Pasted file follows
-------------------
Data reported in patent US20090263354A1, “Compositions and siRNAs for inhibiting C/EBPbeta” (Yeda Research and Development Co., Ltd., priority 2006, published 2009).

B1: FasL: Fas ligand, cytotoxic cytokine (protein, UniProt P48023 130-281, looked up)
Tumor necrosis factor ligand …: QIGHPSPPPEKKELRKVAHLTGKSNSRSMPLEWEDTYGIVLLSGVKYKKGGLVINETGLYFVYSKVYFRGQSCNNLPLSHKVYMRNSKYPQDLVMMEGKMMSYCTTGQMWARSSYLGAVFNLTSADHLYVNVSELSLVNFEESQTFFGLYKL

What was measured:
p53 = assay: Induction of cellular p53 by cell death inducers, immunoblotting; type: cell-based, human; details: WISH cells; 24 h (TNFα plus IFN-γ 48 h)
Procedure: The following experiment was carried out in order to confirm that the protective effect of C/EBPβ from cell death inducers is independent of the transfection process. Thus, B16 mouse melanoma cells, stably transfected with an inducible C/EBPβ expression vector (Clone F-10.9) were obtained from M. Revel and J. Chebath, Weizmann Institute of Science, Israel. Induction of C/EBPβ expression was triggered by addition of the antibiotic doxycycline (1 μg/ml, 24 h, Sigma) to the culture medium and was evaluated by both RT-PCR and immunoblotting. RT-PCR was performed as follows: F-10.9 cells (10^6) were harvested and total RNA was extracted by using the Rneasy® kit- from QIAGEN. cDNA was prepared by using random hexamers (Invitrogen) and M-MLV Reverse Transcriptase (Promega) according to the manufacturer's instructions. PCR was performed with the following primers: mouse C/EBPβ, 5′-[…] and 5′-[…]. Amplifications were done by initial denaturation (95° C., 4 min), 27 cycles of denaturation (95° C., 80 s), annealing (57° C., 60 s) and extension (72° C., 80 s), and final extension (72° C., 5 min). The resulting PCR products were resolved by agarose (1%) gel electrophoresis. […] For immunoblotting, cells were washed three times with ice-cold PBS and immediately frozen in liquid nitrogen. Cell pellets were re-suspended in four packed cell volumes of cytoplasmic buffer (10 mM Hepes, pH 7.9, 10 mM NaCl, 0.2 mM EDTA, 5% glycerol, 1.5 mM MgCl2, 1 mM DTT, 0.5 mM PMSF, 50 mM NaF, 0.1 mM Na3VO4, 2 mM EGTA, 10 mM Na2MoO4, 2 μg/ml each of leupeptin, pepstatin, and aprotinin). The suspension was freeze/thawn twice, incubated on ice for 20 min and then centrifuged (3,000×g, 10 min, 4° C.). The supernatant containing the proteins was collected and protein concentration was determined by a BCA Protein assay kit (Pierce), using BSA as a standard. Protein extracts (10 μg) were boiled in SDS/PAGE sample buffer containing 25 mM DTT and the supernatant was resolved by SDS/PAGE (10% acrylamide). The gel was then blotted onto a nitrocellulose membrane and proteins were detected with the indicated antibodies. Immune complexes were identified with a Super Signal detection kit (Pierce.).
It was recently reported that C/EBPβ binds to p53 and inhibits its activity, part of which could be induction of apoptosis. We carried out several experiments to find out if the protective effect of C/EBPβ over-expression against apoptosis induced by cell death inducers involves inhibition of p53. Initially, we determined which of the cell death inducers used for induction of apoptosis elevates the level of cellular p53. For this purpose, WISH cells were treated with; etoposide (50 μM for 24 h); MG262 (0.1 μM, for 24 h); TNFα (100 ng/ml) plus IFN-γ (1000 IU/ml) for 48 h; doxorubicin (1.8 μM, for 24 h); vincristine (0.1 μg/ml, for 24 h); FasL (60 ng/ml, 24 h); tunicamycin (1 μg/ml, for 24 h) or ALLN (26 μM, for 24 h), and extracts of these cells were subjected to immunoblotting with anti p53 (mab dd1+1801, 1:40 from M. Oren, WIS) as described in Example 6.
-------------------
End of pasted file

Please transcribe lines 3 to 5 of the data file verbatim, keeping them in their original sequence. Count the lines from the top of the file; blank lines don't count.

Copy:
Tumor necrosis factor ligand …: QIGHPSPPPEKKELRKVAHLTGKSNSRSMPLEWEDTYGIVLLSGVKYKKGGLVINETGLYFVYSKVYFRGQSCNNLPLSHKVYMRNSKYPQDLVMMEGKMMSYCTTGQMWARSSYLGAVFNLTSADHLYVNVSELSLVNFEESQTFFGLYKL

What was measured:
p53 = assay: Induction of cellular p53 by cell death inducers, immunoblotting; type: cell-based, human; details: WISH cells; 24 h (TNFα plus IFN-γ 48 h)